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App-Rising.com covers the development and adoption of broadband applications, the deployment of and need for broadband networks, and the demands placed on policy to adapt to the revolutionary opportunities made possible by the Internet.

App-Rising.com is written by Geoff Daily, a DC-based technology journalist, broadband activist, marketing consultant, and Internet entrepreneur.

App-Rising.com is supported in part by AT&T;, however all views and opinions expressed herein are solely my own.

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February 4, 2008 7:45 AM

Why Can't Local Media Be a Competitive Edge for TV Providers?

One of the big issues I've been exploring and will continue to dive into over the next few months is identifying the problems with PEG and working towards finding 21st century solutions to bolster its ability to further the cause of local community media.

In my last post, John McHugh of ParkTV in St. Louis Park, MN submitted this thought-provoking comment:

"Cable TV companies could use the strengths of the local channels to differentiate themselves from satellite tv. Within a region/cluster, successful PEG channels in one service area aren't the same as a single PEG channel in another. The company should have non-specific mention of public meetings, school sports/events and local interests programming, tag it with the ever-present asterix -- whose footnote reveals "not all systems have the same local channels". Why not? They claim to compete on value."

In an extended conversation with Chuck Sherwood, senior associate with TeleDimensions and lifer in the PEG community, I learned that while not every cable provider is actively fighting against their obligations to support and carry PEG channels, that none of the major operators have taken the bold step of supporting PEG above and beyond these obligations.

But I have to ask the same question as John: Why not?

I mean, why would it be a bad thing to stock your cable system with locally generated content that can't be found anywhere else? Assuming the content's compelling and relevant, wouldn't that give you a huge edge over your competitors?

It seems like such a simple, obvious idea, especially considering the increasingly competitive cable market.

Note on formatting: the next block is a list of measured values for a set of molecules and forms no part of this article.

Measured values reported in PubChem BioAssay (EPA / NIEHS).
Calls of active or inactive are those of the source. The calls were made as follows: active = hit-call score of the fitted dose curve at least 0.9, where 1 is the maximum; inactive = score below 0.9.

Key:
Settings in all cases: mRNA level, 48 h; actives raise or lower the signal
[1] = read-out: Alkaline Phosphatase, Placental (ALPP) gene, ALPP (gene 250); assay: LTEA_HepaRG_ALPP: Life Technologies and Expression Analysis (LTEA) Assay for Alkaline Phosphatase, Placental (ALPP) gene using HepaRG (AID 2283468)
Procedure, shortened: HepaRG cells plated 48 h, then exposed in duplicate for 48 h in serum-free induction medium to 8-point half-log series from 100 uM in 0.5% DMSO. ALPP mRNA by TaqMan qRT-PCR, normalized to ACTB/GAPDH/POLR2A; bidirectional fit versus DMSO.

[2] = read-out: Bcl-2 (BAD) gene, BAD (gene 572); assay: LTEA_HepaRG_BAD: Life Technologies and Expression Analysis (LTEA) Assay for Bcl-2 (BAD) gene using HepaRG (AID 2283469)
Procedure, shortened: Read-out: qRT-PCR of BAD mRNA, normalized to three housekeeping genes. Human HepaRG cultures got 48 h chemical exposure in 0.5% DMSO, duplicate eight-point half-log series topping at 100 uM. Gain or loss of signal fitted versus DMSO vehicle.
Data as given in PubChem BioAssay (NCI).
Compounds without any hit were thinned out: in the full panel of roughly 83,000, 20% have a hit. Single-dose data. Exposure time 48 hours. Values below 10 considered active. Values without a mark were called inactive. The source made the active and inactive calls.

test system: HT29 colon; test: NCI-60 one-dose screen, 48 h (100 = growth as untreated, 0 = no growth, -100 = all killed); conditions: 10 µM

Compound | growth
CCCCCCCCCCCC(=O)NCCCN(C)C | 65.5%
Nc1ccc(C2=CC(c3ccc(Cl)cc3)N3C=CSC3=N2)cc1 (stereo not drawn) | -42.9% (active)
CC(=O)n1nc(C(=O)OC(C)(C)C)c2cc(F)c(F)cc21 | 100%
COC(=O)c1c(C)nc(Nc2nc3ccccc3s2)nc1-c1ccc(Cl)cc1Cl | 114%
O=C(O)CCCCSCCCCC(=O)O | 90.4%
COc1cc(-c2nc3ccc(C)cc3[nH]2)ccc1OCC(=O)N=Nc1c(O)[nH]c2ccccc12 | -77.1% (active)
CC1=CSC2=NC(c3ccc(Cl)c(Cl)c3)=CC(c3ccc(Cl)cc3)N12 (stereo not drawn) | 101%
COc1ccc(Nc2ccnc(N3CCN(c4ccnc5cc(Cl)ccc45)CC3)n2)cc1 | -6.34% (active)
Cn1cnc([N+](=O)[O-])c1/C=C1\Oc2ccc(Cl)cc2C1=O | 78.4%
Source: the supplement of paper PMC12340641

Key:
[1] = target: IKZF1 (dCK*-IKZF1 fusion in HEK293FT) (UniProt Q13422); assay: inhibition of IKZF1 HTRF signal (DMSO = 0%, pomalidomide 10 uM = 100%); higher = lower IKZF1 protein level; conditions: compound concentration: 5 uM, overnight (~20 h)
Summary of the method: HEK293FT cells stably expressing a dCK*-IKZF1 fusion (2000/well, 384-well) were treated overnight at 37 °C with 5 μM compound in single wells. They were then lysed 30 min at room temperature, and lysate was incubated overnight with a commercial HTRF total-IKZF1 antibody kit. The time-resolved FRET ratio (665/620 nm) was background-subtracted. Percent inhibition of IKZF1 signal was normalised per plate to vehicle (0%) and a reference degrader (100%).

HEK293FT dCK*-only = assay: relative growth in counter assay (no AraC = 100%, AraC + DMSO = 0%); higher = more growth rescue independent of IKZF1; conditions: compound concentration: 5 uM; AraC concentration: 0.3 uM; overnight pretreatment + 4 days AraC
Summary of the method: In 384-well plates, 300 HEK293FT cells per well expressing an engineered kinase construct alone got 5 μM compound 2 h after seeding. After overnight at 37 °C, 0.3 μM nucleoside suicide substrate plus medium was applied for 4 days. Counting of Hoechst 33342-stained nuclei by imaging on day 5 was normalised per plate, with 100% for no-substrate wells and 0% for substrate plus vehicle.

And imagine what would happen if it worked and then you had multiple cable providers fighting to offer the best in local content.

It seems possible that we could enter a world where cable operators weren't working against PEG but instead fighting for it. Where they're investing in local content producers and heavily promoting local shows in order to gain a competitive edge.

To get this dynamo going there would likely need to be a way for them to ultimately make money off of local content beyond retaining and attracting subscribers, but that doesn't seem impossible either as I know in talking with Chuck that there's the beginnings of a push to understand how advertising and PEG might co-exist.

And the great thing is that even if the cable operators weren't making much or any money off of ad placement, most do offer ad production services and in producing those local ads for local media they could likely upsell many advertisers on buying airtime on national channels.

The biggest piece of this puzzle, though, is getting the audience to watch local content. My sense is that part of the reason why the major cable operators, new and old, haven't embraced the possibilities of PEG as competitive advantage is that they don't see it as high demand content. Quite frankly, there's a sense that PEG only means boring government meetings, educational content from schools, and crazy public access shows. And that the only audience for this content is the smallest of niches.

If PEG content could prove itself to have highly in demand content, then perhaps we could flip the paradigm of PEG needing cable to cable needing PEG and in so doing expand what PEG means and the audience it serves.

And if cable providers in competitive markets would wake up and realize the potential to gain a leg up over their rivals by embracing local content, we could start taking steps towards a future where supporting PEG isn't seen as an obligation but instead a sound business decision that can further both operator and community interests alike.


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Comments (1)

Excellent points to consider. Especially with the switchover to digital coming next year. The PEG channel that launches live, interactive tv talk shows, with viewers adding webcams, software, and participating as the show occurs (think town hall meeting online), becomes a focus for the community on a 24x7 basis. One continuous talkathon. Cable will definitely change their tune about supporting PEG.

Posted by Tom Poe on February 4, 2008 12:00 PM

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